3.21 Message in a Bottle

We endure and overload on messages everyday. They come from everywhere – other people, television, politicians, mobile devices, billboards, books, newspapers – and inform various aspects of our lives. Within these delivery systems, there are many different kinds of messages and with the way technology is improving in ever increasing ways, messages are fracturing, bits and pieces invading every pinhole of our experience. Messages tell us what to wear and how to look and what to eat and when to sleep and sometimes fool us into thinking we should be something we are not. Maybe we need to slow things down a bit, think before we send yet another message into the ethos, contemplate as to whether what we are saying is actually relevant, instead of another byte building on millions of other giga’s to form a continent of useless information. Will we ever overload?

Take emails or tweets or profile updates. If we just took a moment, a tiny beat of time, before hitting that send key. And in that moment, we wonder and ponder, “How important is this?” Perhaps extend that moment and imagine writing the message down on a slip of paper, inserting it into a bottle and throwing it into the ocean. By leaving it up to chance, and perhaps even a bit of fate, maybe something more interesting would happen. Or this message might be important enough that it needs to be read immediately. If so, by all means, hit send.

One of my recent tweets: “There is a QR barcode on my banana. This is not a euphemism; I'm talking about a real banana.” Now, was this something important for me to communicate to my tiny amount of followers? I can honestly say that if I put this message into a bottle and no one ever found it, the world might even be a better place. But I never said I practice what I preach.

Besides the obvious messages of online immediacy and media, I am more interested in the messages we send to each other. Those unconscious subtextual messages we reveal through our character. The words that go unsaid but which are perfectly clear. In my usual unscientific observations, I’ve noticed these messages become much clearer when power dynamics are in place. The messages become mixed.

Let me provide an example. A few years ago, I worked in a corporate environment. I was obviously not wanted but no one really said this. We all just moved forward, not liking each other and pretending that everything was okay. We were on the deck of a sinking ship describing the nice calm water. One day I found myself on a conference call, my colleague and I discussing what we wanted to accomplish with those on the other end. He seemed to agree with my direction until we actually got the other people on the line and my colleague countered pretty much everything I said, making me look like a fool. I asked if we could call back, hung up, turned to him and said, “Don’t ever set me up like that again. If you disagree with me, we work it out before bringing in others.” He was majorly offended by my accusations and acted like he did nothing wrong. But I got the message.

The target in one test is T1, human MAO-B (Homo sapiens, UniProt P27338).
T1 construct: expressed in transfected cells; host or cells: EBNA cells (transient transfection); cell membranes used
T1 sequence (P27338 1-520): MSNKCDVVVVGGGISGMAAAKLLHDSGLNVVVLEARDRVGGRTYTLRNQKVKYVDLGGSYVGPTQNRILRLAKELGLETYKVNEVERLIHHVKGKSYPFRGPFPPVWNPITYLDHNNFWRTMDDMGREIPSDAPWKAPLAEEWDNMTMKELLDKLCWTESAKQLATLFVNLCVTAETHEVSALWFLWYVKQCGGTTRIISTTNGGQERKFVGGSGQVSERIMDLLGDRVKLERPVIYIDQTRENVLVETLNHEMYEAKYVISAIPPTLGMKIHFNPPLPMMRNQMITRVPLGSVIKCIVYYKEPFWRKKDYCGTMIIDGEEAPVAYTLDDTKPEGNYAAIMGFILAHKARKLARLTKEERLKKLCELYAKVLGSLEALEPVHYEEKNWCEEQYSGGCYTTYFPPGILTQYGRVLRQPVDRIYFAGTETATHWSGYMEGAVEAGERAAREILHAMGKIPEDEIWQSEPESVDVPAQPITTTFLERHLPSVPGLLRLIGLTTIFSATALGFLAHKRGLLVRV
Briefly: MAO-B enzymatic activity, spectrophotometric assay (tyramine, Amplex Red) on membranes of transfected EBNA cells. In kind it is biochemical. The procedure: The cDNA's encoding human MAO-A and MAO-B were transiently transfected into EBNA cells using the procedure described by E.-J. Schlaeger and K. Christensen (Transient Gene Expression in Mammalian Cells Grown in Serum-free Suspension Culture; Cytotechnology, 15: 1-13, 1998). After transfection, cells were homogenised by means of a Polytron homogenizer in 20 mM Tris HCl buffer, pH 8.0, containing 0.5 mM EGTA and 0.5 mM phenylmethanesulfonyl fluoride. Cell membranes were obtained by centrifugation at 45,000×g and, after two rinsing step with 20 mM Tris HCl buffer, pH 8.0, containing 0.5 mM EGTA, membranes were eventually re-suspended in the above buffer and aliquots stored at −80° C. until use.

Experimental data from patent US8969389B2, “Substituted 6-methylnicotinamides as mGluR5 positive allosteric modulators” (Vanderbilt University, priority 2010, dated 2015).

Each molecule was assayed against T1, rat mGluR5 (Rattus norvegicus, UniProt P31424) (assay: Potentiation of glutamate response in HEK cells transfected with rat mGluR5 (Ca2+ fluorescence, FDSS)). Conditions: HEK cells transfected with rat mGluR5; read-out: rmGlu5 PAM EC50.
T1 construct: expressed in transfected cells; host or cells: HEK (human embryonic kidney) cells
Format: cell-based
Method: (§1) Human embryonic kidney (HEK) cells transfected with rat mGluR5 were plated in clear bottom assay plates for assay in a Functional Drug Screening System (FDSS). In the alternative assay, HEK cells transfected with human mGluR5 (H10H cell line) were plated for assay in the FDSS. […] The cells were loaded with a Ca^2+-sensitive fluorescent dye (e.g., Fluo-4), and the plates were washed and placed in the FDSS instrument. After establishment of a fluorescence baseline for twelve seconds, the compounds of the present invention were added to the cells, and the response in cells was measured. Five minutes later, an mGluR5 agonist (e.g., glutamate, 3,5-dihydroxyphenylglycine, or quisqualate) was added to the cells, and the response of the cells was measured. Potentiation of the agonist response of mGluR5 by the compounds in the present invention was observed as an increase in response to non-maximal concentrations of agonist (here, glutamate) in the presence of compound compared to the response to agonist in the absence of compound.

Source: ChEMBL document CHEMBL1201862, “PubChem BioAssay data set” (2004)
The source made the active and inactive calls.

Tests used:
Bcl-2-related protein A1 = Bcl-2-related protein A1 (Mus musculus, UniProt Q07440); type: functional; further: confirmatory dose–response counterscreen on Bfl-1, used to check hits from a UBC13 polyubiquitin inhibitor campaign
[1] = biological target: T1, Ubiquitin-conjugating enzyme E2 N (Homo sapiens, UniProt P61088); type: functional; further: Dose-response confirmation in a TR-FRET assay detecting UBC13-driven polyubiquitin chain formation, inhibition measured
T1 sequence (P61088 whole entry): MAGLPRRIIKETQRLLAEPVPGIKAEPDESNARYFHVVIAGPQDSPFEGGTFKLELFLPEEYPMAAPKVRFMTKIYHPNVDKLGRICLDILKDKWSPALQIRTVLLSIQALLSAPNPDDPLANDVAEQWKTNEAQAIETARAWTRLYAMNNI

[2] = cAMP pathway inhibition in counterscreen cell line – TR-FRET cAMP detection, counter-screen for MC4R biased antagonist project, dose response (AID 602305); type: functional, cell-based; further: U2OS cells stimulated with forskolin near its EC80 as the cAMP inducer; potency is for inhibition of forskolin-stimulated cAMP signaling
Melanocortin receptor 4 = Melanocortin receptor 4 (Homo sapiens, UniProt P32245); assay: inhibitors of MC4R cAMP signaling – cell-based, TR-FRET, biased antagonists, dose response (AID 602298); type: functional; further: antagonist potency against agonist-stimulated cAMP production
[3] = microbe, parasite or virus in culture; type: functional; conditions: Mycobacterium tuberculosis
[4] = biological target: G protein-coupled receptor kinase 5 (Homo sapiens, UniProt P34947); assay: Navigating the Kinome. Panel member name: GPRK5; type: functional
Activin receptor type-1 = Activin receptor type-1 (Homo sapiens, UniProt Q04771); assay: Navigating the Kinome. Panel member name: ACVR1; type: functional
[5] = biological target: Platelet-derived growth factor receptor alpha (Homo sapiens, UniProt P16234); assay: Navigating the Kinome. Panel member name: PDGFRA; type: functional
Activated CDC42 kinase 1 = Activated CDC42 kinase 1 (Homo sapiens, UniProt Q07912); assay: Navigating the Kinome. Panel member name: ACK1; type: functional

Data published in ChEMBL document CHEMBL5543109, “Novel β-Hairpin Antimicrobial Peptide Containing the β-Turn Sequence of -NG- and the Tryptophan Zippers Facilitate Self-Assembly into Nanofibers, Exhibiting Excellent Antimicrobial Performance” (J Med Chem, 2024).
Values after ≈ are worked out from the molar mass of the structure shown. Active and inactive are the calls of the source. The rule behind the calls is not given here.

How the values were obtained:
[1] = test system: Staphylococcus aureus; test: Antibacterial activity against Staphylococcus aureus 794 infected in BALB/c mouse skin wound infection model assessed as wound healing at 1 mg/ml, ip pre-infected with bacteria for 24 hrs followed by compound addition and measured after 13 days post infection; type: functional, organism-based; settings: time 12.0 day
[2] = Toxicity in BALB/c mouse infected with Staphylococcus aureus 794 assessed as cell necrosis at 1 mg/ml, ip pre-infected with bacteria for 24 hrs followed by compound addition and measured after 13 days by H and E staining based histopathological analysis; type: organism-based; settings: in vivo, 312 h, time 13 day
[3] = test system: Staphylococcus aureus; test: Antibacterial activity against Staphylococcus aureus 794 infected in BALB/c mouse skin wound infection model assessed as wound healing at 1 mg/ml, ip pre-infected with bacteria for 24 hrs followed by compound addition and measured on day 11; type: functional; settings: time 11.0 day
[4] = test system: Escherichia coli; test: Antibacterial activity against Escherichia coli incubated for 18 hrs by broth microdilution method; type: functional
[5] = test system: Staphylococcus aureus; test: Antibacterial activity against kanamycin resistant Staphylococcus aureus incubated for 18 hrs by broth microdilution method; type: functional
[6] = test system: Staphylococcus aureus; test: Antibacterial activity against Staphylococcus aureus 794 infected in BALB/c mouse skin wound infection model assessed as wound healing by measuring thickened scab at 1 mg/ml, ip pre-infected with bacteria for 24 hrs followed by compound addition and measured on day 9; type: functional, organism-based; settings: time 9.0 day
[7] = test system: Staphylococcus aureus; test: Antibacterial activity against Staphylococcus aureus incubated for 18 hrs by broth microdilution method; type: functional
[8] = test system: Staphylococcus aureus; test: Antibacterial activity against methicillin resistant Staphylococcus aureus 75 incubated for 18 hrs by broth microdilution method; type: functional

Those invisible messages can be powerful and they have become so ingrained within the patterns of how we interact with each other. I work with kids a lot, and it’s fascinating to hear their unfiltered thoughts. For example, “You’re a funny looking guy. My other teacher is funny, but you’re funny looking.” And also, “Where’s your parrot? With that earring, you look like a pirate.” Kids, especially in this technological age, must begin choosing which messages are good and bad early. But what messages are good and which are bad? How do we determine this? It saddens me to see kids with incredible imaginations being shut down by adults, but I guess this is all associated with growing up and discovering who you are as a person. Not only what you want to believe, but choosing what to believe.

Our minds are like film editors, or at least, this is the way I think of it. I have a fair amount of experience as an editor and wish sometimes my mind worked as efficiently as a computer program. Unfortunately, the editor in my mind likes to draw scenes out, explore as many messages as possible and bring old ones back into focus. Unwanted flashbacks. I don’t transition from message to message as easily as a dissolve, or better yet, a hard cut. I need to keep the important bits and throw the rest away.

There’s just so much clutter buzzing around. I’m trying to believe there is something important to be found. I am trying to be more specific in what messages I take in. Quickly assess the negative ones, the ones that only provide clutter, the ones a child would choose to ignore, and leave them on the cutting room floor. And sometimes those positive messages land. And sometimes you might meet someone and you are open and ready and their messages sink in with an immediacy that is enthralling. Exhilarating. And their message says, "It's okay." It's okay to be this way, to be who I am. It's being a child again and fully absorbing every message with the hope that it will be right and just and provide the answers to the questions you were not yet able to articulate.